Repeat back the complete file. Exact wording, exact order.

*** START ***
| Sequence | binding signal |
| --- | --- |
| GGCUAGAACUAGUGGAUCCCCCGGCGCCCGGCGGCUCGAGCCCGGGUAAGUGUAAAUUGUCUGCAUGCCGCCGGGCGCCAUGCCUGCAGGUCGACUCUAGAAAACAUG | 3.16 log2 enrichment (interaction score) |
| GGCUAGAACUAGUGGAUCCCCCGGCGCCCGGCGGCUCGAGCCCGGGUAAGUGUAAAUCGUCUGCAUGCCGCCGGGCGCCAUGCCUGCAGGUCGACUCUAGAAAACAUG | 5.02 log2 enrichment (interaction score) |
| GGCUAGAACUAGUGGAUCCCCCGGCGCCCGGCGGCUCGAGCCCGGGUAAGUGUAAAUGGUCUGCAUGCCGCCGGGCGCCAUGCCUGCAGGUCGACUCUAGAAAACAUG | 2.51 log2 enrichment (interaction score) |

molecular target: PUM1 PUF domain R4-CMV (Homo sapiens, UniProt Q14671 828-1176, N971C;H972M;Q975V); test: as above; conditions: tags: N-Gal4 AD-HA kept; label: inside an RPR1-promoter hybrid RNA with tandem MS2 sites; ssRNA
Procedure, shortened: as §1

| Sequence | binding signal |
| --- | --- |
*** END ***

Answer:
| Sequence | binding signal |
| --- | --- |
| GGCUAGAACUAGUGGAUCCCCCGGCGCCCGGCGGCUCGAGCCCGGGUAAGUGUAAAUUGUCUGCAUGCCGCCGGGCGCCAUGCCUGCAGGUCGACUCUAGAAAACAUG | 3.16 log2 enrichment (interaction score) |
| GGCUAGAACUAGUGGAUCCCCCGGCGCCCGGCGGCUCGAGCCCGGGUAAGUGUAAAUCGUCUGCAUGCCGCCGGGCGCCAUGCCUGCAGGUCGACUCUAGAAAACAUG | 5.02 log2 enrichment (interaction score) |
| GGCUAGAACUAGUGGAUCCCCCGGCGCCCGGCGGCUCGAGCCCGGGUAAGUGUAAAUGGUCUGCAUGCCGCCGGGCGCCAUGCCUGCAGGUCGACUCUAGAAAACAUG | 2.51 log2 enrichment (interaction score) |

molecular target: PUM1 PUF domain R4-CMV (Homo sapiens, UniProt Q14671 828-1176, N971C;H972M;Q975V); test: as above; conditions: tags: N-Gal4 AD-HA kept; label: inside an RPR1-promoter hybrid RNA with tandem MS2 sites; ssRNA
Procedure, shortened: as §1

| Sequence | binding signal |
| --- | --- |